The court heard the victim started walking to meet her mother - but was grabbed by the neck and dragged in to Nottingham's Forest Recreation Ground where she was beaten and raped.

Her "substantial" injuries included black eyes, a badly swollen face and bruises to her body, breasts and neck.

Mr Auty told the jury that "in the cruellest of circumstances" her mother had pulled up on a stretch of the road where she expected her daughter to be walking, and just yards from where she had been attacked.

She called her daughter's mobile phone twice and on both occasions could hear a "grunting" before the line went dead.

Police in a passing patrol car then stopped to ask if she was all right, and she explained she was looking for her daughter.

Then, within moments, Moran appeared, ran to the police car and banged on the roof. He told the officers: "You had better come quick. I think a girl has been raped or something".

He claimed mud and the victim's blood were transferred to his body and clothes when he tried to help her to her feet.

Moran's victim was found nearby sat with her knees pulled tight to her chin. She was naked from the waist down, and her injuries were so severe that her mother didn't recognise her at first.

Mr Auty said Moran, who was two-and-a-half times over the legal drink-drive limit and had traces of cannabis and cocaine inside his body, had "panicked" when he spotted the police car and tried to make out her was "her saviour, her knight in shining armour."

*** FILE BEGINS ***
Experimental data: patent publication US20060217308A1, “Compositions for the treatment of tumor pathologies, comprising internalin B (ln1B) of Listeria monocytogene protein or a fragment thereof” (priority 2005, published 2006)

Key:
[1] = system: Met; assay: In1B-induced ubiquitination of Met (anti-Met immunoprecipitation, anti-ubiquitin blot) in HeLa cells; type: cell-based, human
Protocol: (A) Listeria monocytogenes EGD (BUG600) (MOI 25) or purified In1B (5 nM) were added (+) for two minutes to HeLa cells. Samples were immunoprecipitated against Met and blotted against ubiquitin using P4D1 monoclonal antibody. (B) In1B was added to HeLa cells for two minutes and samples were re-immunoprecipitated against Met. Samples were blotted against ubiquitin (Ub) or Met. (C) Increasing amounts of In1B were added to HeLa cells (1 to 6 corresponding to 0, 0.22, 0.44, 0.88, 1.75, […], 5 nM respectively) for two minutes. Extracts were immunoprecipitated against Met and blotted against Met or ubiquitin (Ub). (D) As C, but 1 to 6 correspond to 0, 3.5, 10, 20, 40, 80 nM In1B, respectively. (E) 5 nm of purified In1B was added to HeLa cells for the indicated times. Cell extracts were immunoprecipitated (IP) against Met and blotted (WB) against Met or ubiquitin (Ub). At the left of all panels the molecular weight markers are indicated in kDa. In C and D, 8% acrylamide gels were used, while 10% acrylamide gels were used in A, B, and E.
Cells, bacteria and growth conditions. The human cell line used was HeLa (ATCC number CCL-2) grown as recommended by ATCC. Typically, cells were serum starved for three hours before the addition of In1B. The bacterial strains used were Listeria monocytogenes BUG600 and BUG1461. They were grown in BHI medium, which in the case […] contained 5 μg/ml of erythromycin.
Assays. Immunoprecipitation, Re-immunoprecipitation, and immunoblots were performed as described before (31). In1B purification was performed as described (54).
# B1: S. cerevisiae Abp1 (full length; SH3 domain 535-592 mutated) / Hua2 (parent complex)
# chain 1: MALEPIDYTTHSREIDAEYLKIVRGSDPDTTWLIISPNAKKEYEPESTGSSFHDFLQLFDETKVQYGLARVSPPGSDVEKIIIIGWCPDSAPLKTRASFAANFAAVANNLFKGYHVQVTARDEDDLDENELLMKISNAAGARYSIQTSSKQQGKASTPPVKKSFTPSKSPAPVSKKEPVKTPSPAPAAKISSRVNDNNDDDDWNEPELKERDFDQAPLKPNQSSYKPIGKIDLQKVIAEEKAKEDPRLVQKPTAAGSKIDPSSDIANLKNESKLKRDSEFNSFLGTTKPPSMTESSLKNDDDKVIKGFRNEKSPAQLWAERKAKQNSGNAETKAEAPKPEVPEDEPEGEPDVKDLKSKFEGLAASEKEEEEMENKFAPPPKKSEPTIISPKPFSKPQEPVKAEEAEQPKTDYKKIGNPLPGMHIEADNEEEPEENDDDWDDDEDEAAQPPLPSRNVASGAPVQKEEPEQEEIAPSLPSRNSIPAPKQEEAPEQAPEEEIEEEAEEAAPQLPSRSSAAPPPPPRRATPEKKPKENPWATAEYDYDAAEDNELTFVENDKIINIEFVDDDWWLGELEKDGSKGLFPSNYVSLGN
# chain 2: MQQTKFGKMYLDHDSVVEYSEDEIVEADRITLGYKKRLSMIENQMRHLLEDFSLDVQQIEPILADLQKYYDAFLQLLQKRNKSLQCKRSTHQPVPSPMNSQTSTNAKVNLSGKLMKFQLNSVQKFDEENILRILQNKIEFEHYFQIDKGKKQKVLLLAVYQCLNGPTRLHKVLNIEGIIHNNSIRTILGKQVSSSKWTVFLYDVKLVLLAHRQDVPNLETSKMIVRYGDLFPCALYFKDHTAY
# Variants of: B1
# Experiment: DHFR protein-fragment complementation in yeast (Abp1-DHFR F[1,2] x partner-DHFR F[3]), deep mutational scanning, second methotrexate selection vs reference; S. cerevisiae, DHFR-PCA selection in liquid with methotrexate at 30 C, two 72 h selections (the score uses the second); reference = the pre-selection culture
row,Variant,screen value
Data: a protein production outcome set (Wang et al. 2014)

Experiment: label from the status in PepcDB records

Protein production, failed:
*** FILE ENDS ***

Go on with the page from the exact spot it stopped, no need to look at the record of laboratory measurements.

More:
In a video interview the student recorded with police officers after her ordeal, she described her experience on board the bus, saying: "I remember having a gross sense of injustice that he (the driver) wouldn't let me on."

She also revealed that she found it "really depressing" that she had not been allowed to travel on the bus.

The victim said her last memory of the night was walking towards home alone. She could recall nothing about the attack and her next memory was waking up in hospital about 8.30am the same day.

After Moran's conviction the bus company that employed the driver who turned the student away admitted he had ignored company policy and had been disciplined.

Alex Hornby, commercial director at Trent Barton, said: "Our drivers are well known for looking after people and there have been many examples of exceptional service by our teams, even including paying their own customers fares out of their own pocket.

"Sadly on this occasion this did not happen and our driver did not follow his training.

"The matter was dealt with through our disciplinary procedure within days of the incident last December."

When asked about the outcome of the disciplinary process, a company spokesman said: "A disciplinary matter is confidential and remains between the employer and employee."

It is not known if the driver is still employed by Trent Barton.

Detective Chief Inspector Rob Griffin, of Notts Police, said: "The level of violence was so extreme it was shocking.

"Nottingham will be a safer place by virtue of the fact Moran is in prison, and the females of the city are much safer for it.

"He is very dangerous and very violent. He is a sexual predator.

"It is tempting to start to attribute blame, and one might try to blame the driver of the bus. But had she got on the bus, I think he would have attacked someone else. The only person to blame is Joseph Moran.

"It is difficult to speak for the other passengers on the bus and they made a judgement that night. Knowing what they know now, they may have given her that 20 pence."